• Precipitation Behavior of Boron in High Strength Steel

    pp. 1851-1858

    Bookmark

    You can use this feature after you logged into the site.
    Please click the button below.

    Log in / Sign Up
    The hardenability of boron steel is affected by the precipitation behavior of boron. Precipitates in the boron containing steel were studied by extraction replica technique at successive manufacturing steps from hot rolling to heat treatment.
    When steels are hot-rolled after heating at 1300°C for 1hr, changes of boron precipitates with the cooling rate after hot rolling are as follows:
    1) When steels are water quenched (cooling rate of 90000°C/min) after hot rolling, no precipitates can be observed onγ grain boundaries.
    2) When steels are air cooled (cooling rate of 300°C/min) after hot rolling, boron nitride precipitates on γ grain boundary region.
    3) When steels are furnace cooled (cooling rate of 0.67°C/min) after hot rolling, AIN grows radially from BN which has precipitated before the nucleation of AIN. AIN formed on BN in furnace cooling is dendritic.
    By reheating, at a rate of 15°C/min, a specimen which has been water quenched after hot rolling (above mentioned as 1), the following boron precipitates appear depending upon the temperature range:
    1) Below 880°C, M23(CB)6 precipitates and coagulates on prior grain boundaries.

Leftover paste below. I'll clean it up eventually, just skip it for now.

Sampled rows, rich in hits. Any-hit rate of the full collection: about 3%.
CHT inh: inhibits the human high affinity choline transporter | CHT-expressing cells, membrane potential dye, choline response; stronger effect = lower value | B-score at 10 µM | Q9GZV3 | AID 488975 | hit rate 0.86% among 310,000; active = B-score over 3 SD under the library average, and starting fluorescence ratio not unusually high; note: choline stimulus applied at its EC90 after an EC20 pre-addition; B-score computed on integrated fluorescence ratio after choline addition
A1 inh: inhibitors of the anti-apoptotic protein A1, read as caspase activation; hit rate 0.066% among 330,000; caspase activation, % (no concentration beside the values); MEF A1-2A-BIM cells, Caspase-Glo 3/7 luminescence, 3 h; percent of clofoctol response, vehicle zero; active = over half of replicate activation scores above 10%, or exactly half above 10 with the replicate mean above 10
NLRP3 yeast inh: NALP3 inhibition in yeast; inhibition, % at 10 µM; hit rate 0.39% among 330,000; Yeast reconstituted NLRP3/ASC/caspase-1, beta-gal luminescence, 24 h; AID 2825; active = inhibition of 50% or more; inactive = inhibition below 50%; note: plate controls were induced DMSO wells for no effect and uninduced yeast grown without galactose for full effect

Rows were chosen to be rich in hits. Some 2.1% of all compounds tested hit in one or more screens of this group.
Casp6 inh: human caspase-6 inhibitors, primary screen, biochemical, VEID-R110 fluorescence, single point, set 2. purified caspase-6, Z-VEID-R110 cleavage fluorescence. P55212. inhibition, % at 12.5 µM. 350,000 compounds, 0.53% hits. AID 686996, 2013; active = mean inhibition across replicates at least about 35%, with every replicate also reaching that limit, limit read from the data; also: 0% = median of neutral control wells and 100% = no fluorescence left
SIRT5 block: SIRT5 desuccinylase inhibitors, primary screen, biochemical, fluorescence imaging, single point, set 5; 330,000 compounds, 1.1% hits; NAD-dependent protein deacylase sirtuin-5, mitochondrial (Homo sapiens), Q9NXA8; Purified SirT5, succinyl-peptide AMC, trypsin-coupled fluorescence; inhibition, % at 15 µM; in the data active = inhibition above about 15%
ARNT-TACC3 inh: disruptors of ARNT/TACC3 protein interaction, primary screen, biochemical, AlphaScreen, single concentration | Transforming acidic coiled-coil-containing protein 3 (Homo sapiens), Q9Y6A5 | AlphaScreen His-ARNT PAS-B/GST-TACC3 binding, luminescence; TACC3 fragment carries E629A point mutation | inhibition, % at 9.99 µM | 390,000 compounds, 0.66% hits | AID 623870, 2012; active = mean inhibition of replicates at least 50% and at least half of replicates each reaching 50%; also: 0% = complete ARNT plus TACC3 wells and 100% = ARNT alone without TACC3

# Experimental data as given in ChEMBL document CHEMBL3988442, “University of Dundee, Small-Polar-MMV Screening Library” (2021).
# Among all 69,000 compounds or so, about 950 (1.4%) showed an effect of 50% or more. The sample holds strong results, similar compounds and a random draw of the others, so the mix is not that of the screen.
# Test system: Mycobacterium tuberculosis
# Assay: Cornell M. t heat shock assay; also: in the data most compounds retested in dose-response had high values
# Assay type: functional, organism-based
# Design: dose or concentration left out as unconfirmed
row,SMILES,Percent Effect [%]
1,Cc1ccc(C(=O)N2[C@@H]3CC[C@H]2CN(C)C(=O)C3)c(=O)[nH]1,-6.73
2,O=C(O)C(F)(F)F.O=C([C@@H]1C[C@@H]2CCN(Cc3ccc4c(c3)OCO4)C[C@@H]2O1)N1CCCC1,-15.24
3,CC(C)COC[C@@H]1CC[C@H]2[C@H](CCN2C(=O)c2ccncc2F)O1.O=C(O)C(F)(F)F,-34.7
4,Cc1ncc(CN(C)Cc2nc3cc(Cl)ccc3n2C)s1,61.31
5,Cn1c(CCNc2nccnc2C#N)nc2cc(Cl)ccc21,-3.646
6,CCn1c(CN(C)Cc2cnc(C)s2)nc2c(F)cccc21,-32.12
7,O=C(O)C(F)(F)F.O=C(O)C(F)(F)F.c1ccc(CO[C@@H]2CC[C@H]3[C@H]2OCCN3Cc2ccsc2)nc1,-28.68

2) Above 900°C and below about 1000°C, BN appears on prior grain boundary region which has been previously occupied by M23(C, B)6. M23(C, B)6 is no longer observed at this stage.
    3) Heating around 1000°C, AIN which is not dendritic but acicular grows radially from BN. The size of BN diminishes with growth of acicular AIN.
    The formation of AIN on BN is interpreted as a transit from the non-equilibrium to equilibrium state in Al-B-N system in steels.
    According to PEASE, BN (hexagonal close packed) has the same crystal structure as that of graphite. Because BN in steels was revealed to have spherulite morphology such as spherical graphite, it is considered that [00.1] axes of BN are arranged in radial fashion and (00.1) planes are perpendicular to them, by an analogy to the crystal arrangement of spherical graphite. As the growth direction of AIN is [00.1]AIN, it is considered that an orientation relationship of (00.1)BN//(00.1)AIN is satisfied when MN grows on BN.
  • Mechanical Properties of Fe-Ni Alloys Having Microduplex Structures

    pp. 1859-1868